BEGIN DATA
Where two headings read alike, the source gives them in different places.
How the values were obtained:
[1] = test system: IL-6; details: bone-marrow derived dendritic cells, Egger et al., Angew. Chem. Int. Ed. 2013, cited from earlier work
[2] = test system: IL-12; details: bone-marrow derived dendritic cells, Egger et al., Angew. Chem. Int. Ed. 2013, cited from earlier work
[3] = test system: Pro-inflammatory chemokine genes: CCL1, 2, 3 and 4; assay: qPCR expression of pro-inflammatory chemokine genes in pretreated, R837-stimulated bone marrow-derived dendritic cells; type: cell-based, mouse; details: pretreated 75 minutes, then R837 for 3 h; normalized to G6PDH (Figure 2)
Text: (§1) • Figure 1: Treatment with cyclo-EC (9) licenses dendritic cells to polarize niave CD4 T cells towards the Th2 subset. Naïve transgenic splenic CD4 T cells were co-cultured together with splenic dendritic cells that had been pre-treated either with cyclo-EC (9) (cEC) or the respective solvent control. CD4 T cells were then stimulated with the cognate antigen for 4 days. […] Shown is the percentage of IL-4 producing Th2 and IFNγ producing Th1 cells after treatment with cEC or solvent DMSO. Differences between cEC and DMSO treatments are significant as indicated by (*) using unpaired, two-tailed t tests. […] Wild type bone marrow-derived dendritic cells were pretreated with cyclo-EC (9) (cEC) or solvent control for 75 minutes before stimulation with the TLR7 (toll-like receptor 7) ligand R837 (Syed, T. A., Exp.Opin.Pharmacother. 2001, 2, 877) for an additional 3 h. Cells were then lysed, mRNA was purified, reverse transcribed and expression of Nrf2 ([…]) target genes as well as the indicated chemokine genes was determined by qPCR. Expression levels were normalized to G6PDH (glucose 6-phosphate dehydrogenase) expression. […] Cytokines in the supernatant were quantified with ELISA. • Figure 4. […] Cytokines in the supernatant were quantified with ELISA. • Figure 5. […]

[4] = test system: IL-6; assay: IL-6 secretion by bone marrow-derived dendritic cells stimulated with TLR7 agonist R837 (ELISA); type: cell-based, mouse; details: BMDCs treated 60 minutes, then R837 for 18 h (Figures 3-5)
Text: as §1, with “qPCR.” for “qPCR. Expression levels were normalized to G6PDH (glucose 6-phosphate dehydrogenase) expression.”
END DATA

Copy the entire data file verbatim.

Where two headings read alike, the source gives them in different places.
How the values were obtained:
[1] = test system: IL-6; details: bone-marrow derived dendritic cells, Egger et al., Angew. Chem. Int. Ed. 2013, cited from earlier work
[2] = test system: IL-12; details: bone-marrow derived dendritic cells, Egger et al., Angew. Chem. Int. Ed. 2013, cited from earlier work
[3] = test system: Pro-inflammatory chemokine genes: CCL1, 2, 3 and 4; assay: qPCR expression of pro-inflammatory chemokine genes in pretreated, R837-stimulated bone marrow-derived dendritic cells; type: cell-based, mouse; details: pretreated 75 minutes, then R837 for 3 h; normalized to G6PDH (Figure 2)
Text: (§1) • Figure 1: Treatment with cyclo-EC (9) licenses dendritic cells to polarize niave CD4 T cells towards the Th2 subset. Naïve transgenic splenic CD4 T cells were co-cultured together with splenic dendritic cells that had been pre-treated either with cyclo-EC (9) (cEC) or the respective solvent control. CD4 T cells were then stimulated with the cognate antigen for 4 days. […] Shown is the percentage of IL-4 producing Th2 and IFNγ producing Th1 cells after treatment with cEC or solvent DMSO. Differences between cEC and DMSO treatments are significant as indicated by (*) using unpaired, two-tailed t tests. […] Wild type bone marrow-derived dendritic cells were pretreated with cyclo-EC (9) (cEC) or solvent control for 75 minutes before stimulation with the TLR7 (toll-like receptor 7) ligand R837 (Syed, T. A., Exp.Opin.Pharmacother. 2001, 2, 877) for an additional 3 h. Cells were then lysed, mRNA was purified, reverse transcribed and expression of Nrf2 ([…]) target genes as well as the indicated chemokine genes was determined by qPCR. Expression levels were normalized to G6PDH (glucose 6-phosphate dehydrogenase) expression. […] Cytokines in the supernatant were quantified with ELISA. • Figure 4. […] Cytokines in the supernatant were quantified with ELISA. • Figure 5. […]

[4] = test system: IL-6; assay: IL-6 secretion by bone marrow-derived dendritic cells stimulated with TLR7 agonist R837 (ELISA); type: cell-based, mouse; details: BMDCs treated 60 minutes, then R837 for 18 h (Figures 3-5)
Text: as §1, with “qPCR.” for “qPCR. Expression levels were normalized to G6PDH (glucose 6-phosphate dehydrogenase) expression.”